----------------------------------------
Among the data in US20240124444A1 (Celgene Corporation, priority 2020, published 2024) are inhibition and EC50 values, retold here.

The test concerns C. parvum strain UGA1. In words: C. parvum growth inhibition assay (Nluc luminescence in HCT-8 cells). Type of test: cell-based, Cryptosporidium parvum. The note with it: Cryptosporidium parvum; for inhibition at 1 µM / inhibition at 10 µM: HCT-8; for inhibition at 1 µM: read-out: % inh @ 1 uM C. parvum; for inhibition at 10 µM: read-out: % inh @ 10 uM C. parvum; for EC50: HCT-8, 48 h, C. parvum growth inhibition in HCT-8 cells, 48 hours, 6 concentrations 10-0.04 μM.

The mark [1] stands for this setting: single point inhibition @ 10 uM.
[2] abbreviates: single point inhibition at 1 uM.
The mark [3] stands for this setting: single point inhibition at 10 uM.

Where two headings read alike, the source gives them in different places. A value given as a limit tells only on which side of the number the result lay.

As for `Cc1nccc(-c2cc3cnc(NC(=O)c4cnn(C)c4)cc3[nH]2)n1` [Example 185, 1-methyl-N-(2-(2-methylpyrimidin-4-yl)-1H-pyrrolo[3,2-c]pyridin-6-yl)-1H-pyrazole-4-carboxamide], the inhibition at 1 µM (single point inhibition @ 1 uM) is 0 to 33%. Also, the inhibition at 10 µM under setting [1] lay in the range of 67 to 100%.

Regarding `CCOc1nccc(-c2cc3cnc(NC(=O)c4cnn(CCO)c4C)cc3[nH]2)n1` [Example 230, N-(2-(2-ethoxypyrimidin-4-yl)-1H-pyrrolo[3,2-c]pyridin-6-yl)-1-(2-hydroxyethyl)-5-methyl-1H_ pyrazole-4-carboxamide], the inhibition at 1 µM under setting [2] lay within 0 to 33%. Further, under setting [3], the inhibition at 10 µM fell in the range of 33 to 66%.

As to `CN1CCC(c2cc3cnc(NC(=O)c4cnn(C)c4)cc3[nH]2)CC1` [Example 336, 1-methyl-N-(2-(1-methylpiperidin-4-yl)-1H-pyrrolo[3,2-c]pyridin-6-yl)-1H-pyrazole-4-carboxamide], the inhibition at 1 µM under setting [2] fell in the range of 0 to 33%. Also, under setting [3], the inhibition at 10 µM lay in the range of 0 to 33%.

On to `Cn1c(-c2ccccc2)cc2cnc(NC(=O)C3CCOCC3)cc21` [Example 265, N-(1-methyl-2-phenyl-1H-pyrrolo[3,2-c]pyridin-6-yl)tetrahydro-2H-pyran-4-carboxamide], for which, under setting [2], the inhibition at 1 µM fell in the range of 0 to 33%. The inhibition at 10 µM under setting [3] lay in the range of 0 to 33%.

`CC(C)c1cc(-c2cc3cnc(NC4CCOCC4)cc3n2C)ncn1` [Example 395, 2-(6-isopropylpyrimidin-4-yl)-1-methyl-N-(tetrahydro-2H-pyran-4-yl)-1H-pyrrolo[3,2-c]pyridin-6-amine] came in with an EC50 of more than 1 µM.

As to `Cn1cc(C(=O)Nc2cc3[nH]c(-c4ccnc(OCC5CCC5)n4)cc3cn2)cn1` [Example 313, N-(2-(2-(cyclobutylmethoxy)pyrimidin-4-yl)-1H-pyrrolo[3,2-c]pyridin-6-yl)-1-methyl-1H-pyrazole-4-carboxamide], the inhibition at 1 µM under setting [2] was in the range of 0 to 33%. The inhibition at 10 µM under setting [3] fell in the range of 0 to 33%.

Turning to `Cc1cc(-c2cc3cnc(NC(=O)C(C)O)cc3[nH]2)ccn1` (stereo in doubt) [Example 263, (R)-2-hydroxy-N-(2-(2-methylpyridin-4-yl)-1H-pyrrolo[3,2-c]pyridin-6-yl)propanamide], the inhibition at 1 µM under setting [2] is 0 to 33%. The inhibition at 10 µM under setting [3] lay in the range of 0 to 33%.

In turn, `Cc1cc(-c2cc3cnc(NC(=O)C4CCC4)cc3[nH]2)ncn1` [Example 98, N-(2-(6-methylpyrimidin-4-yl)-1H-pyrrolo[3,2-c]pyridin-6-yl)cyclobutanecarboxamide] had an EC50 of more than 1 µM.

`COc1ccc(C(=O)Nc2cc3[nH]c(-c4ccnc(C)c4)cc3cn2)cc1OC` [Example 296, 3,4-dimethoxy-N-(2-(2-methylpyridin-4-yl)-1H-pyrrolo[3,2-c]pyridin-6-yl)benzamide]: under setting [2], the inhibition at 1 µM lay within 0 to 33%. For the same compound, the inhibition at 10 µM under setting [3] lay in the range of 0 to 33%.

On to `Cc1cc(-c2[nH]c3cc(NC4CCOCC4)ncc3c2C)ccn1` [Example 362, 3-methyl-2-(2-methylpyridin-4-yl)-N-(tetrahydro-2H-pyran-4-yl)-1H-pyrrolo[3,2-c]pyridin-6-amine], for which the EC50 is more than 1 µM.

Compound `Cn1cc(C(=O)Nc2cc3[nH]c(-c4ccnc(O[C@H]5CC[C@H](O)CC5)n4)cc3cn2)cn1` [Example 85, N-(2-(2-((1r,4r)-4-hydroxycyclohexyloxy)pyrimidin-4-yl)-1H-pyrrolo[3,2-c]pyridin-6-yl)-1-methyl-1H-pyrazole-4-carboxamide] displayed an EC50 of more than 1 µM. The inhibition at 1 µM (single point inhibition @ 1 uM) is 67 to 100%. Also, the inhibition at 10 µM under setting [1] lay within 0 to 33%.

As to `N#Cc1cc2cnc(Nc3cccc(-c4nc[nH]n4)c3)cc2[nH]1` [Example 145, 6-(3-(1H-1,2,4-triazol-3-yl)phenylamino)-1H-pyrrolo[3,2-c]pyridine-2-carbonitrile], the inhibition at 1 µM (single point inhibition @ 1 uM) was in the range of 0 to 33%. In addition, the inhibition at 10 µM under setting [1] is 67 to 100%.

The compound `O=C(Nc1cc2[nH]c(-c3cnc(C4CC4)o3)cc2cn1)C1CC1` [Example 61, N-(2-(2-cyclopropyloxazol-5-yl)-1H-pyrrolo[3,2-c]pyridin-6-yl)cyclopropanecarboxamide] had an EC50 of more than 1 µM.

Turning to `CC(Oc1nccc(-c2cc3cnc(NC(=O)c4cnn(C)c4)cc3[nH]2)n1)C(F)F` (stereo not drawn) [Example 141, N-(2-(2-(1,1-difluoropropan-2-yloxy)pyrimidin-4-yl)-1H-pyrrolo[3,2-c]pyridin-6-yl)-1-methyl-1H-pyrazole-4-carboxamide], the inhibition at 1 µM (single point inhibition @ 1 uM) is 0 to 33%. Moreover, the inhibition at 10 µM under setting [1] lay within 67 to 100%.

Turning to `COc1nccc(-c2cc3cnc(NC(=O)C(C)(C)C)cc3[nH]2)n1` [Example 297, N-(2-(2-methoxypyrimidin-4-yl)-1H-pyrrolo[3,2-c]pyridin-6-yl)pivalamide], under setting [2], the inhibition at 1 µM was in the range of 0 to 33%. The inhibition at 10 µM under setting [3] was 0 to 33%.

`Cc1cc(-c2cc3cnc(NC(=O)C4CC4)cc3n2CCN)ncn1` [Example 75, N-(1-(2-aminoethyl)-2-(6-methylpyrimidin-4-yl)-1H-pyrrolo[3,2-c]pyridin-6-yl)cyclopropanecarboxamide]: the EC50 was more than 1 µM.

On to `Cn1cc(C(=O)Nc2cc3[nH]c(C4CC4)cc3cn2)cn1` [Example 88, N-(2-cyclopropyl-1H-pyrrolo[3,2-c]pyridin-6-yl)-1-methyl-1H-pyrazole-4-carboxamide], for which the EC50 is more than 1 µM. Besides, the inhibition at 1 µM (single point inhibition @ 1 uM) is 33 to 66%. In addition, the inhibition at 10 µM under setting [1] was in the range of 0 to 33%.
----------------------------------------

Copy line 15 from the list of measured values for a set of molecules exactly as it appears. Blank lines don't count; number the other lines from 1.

`COc1ccc(C(=O)Nc2cc3[nH]c(-c4ccnc(C)c4)cc3cn2)cc1OC` [Example 296, 3,4-dimethoxy-N-(2-(2-methylpyridin-4-yl)-1H-pyrrolo[3,2-c]pyridin-6-yl)benzamide]: under setting [2], the inhibition at 1 µM lay within 0 to 33%. For the same compound, the inhibition at 10 µM under setting [3] lay in the range of 0 to 33%.